As a writer, Morrie has created A State Arts Agency Toolkit for the National Assembly of State Arts Agencies and Lessons Learned, a website on planning for the NEA. He is the author of two books on fundraising: The Fundraising Houseparty: How to Party with a Purpose and Raise Money for Your Cause and Shaking the Money Tree: The Art of Getting Grants and Donations for Film and Video. Morrie is also the originator and moderator of the Strategic Planning for Nonprofits Group on LinkedIn (with over 50,000 members worldwide). 

Workshop location: Theatre Bay Area offices, 1119 Market St., 2nd Floor, SF
Cost: Theatre Bay Area members: $40; nonmembers: $65
Register today!


Workshop: Personalized Goal Setting

Instructor: Velina Brown
Saturday, Feb. 20 (11:30 a.m.-1:00 p.m.) 


In this 90-minute session, Bay Area theatre luminary and Business of Show Business columnist Velina Brown will help you articulate what is important to you in your life and career, turn these important values into a framework for developing your own personalized goals and, finally, identify the steps that you can take to get there. Participate in this “dream big” workshop and emerge with the beginnings of steps to move to another level. This crucial career-transforming session, part of the 2016 round of our ATLAS for Actors career training program, is available to artists of any discipline on a drop-in registration basis.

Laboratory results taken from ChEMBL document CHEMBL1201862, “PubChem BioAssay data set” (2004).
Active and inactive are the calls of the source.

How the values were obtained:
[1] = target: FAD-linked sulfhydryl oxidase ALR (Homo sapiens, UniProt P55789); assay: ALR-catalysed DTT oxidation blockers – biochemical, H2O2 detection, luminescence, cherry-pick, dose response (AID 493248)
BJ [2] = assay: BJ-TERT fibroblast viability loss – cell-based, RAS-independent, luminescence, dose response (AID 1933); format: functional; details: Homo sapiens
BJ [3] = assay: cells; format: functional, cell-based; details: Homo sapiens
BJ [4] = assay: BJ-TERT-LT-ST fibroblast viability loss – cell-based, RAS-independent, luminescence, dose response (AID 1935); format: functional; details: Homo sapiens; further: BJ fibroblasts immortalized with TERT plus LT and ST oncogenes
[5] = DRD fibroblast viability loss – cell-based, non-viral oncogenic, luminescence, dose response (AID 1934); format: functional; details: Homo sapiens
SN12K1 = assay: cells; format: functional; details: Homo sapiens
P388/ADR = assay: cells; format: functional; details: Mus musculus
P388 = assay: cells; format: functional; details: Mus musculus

About the instructor: Velina Brown is a singer, director, award-winning actor and career columnist for Theatre Bay Area. With a passion for challenging herself and her audience with socially relevant theatre, Velina is committed to fostering new works on stage and screen, and to supporting those vibrant voices shaping theatre and film, and that will change the world. Velina has appeared with many local theatres, such as American Conservatory Theater, Berkeley Repertory Theatre, San Francisco Playhouse, Shotgun Players, Magic Theatre, Lorraine Hansberry Theatre, Eureka Theatre, TheatreWorks, The Willows and Thick Description as well as national companies Denver Center Theatre Company, Oregon Cabaret Theatre and many others. Velina is also a longtime member of the Tony and OBIE Award-winning San Francisco Mime Troupe, where she has been a principal actor in over a decade and a half’s worth of world-premiere musical comedies and dramas, touring throughout the United States and internationally. Velina is a two-time winner of the San Francisco Bay Area Theatre Critics’ Circle award as Outstanding Supporting Actress. Velina has credits in film, television, radio commercials and industrial films and has also voiced several computer games.